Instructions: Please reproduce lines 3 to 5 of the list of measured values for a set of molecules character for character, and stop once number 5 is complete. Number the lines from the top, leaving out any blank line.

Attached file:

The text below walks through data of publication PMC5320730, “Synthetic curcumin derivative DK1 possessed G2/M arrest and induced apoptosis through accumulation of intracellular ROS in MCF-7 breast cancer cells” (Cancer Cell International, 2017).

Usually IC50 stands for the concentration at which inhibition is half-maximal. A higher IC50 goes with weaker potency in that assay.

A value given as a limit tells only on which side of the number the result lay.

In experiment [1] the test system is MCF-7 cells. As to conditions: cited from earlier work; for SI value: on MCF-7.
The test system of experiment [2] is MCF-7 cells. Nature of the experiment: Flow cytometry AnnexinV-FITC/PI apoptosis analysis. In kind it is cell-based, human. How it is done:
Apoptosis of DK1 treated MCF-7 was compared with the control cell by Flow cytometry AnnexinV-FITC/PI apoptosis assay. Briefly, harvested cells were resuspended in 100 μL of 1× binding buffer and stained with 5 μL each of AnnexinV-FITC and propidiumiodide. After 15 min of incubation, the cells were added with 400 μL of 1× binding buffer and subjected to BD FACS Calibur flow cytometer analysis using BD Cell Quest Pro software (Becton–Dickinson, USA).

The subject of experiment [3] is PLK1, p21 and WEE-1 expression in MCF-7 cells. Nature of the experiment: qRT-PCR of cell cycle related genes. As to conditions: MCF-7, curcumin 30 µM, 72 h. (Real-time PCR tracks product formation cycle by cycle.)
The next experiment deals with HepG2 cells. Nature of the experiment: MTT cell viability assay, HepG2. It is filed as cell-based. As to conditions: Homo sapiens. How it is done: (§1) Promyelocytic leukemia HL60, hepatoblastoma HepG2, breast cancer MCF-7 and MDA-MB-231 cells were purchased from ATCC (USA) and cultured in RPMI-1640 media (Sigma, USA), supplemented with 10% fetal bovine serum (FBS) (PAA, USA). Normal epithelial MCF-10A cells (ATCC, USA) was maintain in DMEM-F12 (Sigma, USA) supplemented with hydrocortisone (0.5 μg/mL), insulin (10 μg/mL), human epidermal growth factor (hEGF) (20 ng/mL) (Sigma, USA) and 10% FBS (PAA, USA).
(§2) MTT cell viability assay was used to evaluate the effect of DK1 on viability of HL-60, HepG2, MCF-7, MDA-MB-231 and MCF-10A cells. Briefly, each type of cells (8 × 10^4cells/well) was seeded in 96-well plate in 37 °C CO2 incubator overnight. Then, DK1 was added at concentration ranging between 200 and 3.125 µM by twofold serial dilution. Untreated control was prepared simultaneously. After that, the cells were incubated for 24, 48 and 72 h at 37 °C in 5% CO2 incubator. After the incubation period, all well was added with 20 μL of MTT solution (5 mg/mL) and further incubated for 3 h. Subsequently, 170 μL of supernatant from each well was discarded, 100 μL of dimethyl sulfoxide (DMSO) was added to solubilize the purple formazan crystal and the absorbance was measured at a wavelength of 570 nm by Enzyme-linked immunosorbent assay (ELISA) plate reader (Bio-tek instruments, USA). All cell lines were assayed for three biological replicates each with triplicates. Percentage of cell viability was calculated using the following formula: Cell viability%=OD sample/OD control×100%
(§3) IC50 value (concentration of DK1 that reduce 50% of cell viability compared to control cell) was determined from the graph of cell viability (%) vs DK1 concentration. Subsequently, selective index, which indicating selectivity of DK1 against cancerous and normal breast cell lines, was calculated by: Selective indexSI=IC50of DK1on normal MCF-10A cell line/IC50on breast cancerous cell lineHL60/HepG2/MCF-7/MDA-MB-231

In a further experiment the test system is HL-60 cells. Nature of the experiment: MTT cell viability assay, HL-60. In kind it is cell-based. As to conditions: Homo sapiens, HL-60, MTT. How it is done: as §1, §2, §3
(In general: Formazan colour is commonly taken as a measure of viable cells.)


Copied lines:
A value given as a limit tells only on which side of the number the result lay.

In experiment [1] the test system is MCF-7 cells. As to conditions: cited from earlier work; for SI value: on MCF-7.
The test system of experiment [2] is MCF-7 cells. Nature of the experiment: Flow cytometry AnnexinV-FITC/PI apoptosis analysis. In kind it is cell-based, human. How it is done: